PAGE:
The applications we selected are freezer applications or freezer-to-microwave applications where our products' abilities stand out. Another thing we've done on the expanded polystyrene side is say that not only should we be developing new products, but we should be taking these products downstream and helping ourselves with more profit by helping markets get off the ground that use these products. So for standard EPS, we've developed new technology for making high-quality cups with in-line machinery. We've come out with a labeled cup with first-class printing and relatively low costs, and customers will be able to do this all over the world. It really ought to be taking off, especially with the focus by a lot of retail outlets on quality coffee. Starbucks has got everybody excited.
Q: When you look at the North American resin market, do you think it's reached equilibrium in production and capacity?
A: I think there's going to be a lot more consolidation. The economics of our industry and the ability to put money into R&D requires profitability. [Resin makers] have lost a tremendous amount of money trying to be successful in the styrene business. This situation demands that we continue to reduce costs, and consolidation is a significant part of that. Our joint venture in Europe has allowed us to create a pathway to reduce costs, and we're going to see a lot more of that. We're going to see more shutdowns, more acquisitions and more combinations of joint ventures, particularly in polystyrene, which has been a miserable business.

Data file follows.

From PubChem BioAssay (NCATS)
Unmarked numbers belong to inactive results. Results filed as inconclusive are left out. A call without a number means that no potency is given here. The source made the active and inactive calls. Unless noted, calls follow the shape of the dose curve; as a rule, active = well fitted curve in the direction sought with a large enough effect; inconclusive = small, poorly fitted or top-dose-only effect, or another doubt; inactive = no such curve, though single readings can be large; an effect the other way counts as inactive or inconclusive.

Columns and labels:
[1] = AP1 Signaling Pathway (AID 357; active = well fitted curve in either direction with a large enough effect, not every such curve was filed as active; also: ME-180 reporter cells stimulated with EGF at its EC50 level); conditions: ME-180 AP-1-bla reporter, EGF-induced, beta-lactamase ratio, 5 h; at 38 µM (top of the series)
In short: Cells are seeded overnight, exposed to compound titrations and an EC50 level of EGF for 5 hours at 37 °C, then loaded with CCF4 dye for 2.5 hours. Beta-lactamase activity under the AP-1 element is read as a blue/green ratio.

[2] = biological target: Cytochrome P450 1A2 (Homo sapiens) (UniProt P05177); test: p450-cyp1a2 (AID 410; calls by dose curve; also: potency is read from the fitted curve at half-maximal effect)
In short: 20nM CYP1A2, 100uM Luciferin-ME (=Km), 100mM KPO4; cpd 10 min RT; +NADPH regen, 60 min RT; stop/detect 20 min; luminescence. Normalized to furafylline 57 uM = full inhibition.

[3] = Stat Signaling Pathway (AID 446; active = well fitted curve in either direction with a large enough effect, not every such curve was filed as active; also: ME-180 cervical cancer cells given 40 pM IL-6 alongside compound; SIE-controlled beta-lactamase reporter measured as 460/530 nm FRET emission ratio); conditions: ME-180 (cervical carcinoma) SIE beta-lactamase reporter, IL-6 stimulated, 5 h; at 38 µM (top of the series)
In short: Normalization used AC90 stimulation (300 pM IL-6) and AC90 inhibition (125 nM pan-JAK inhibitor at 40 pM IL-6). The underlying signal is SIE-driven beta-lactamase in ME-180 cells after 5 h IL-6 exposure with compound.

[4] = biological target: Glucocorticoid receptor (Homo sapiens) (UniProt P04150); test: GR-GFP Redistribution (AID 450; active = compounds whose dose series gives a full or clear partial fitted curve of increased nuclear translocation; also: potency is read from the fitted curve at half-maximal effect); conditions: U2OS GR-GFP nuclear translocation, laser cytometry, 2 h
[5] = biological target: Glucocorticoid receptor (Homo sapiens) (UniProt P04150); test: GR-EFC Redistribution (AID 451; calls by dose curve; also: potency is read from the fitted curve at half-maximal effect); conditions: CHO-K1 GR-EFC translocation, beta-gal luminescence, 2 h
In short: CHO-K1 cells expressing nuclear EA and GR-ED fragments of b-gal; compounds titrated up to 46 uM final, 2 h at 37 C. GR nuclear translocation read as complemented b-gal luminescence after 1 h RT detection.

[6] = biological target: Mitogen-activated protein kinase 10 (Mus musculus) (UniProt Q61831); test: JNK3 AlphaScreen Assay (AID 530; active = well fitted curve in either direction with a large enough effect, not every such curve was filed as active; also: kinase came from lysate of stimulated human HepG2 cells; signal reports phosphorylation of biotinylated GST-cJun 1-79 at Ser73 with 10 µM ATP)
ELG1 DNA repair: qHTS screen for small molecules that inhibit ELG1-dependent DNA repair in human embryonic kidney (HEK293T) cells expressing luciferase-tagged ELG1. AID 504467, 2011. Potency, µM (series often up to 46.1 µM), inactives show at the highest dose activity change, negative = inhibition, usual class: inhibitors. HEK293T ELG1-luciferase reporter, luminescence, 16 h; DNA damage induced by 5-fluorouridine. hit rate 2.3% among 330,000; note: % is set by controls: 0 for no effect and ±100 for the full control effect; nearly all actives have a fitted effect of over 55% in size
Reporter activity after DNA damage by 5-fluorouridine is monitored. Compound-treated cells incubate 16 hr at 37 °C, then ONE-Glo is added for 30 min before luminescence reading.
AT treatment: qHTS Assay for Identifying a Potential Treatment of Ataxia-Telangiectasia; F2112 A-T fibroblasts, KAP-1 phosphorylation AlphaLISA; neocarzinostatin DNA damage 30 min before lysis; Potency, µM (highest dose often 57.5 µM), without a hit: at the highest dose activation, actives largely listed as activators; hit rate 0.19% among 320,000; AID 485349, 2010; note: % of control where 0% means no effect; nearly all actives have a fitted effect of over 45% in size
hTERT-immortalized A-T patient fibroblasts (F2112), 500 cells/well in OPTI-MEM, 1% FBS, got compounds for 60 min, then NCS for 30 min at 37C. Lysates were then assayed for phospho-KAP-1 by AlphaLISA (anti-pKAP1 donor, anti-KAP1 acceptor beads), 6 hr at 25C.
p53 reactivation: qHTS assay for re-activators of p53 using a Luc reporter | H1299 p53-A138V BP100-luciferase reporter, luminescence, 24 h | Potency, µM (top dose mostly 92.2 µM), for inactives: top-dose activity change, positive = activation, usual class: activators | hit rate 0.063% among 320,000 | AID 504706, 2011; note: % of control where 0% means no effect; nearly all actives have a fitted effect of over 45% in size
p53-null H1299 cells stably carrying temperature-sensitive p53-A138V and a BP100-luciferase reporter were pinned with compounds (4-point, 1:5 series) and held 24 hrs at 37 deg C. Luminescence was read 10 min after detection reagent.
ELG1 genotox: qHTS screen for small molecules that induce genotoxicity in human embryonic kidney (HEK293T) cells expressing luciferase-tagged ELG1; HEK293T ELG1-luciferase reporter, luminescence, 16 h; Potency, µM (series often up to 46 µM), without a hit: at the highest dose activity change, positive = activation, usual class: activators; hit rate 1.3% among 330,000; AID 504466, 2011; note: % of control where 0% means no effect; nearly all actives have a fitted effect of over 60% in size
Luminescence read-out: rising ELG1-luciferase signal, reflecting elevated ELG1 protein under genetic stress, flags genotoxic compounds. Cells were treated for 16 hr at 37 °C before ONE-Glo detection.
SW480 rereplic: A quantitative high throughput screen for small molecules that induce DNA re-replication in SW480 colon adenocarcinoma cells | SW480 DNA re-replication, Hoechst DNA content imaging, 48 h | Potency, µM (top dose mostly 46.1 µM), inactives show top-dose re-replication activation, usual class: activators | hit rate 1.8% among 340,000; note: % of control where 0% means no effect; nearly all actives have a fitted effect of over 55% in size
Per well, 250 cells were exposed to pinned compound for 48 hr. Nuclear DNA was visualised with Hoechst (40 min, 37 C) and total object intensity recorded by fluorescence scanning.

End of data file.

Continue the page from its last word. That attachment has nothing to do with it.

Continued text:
Q: But you still sound like you see more opportunities than limitations.
A: Absolutely. Because in the midst of doom and gloom, we've invested in technology to give us a point of differentiation. I don't know whether it's courage or necessity, but we've decided to bet on the styrenics market, and I think the products we've developed will eventually allow us to turn our piece of the pie around.
Q: And this optimism extends to application development?
A: I think we have opportunities to create a lot of value for our customers. We have a range of customers that are just starting off in the home-build business with integrated concrete forms using polystyrene. That's a whole new area. It's the fastest-growing new approach to building homes and offices in North America, and that's exciting for a lot of people. Customers are using it in Chile and just starting to use it in Mexico.
And we just worked with a network of rotomolders to introduce large plastic trash collectors that fit on the back of trucks. At the first show where they were available, our customer took orders for 800 or so collectors that use 250 pounds of polyethylene per trash bin.
There are big opportunities for customers based on sharing technology. They get new polymers and new technology, and off they go. I think what's good for our customers is good for us. We need to share margin in the chain to make it good for both of us going forward.
Nova is not exhibiting at NPE, but will shuttle customers to meetings at Grace O'Malley´s, 1416 S. Michigan Ave., from 8 a.m. to 5 p.m. June 19-22. For information, visit www.novachemicals.com/events/npe.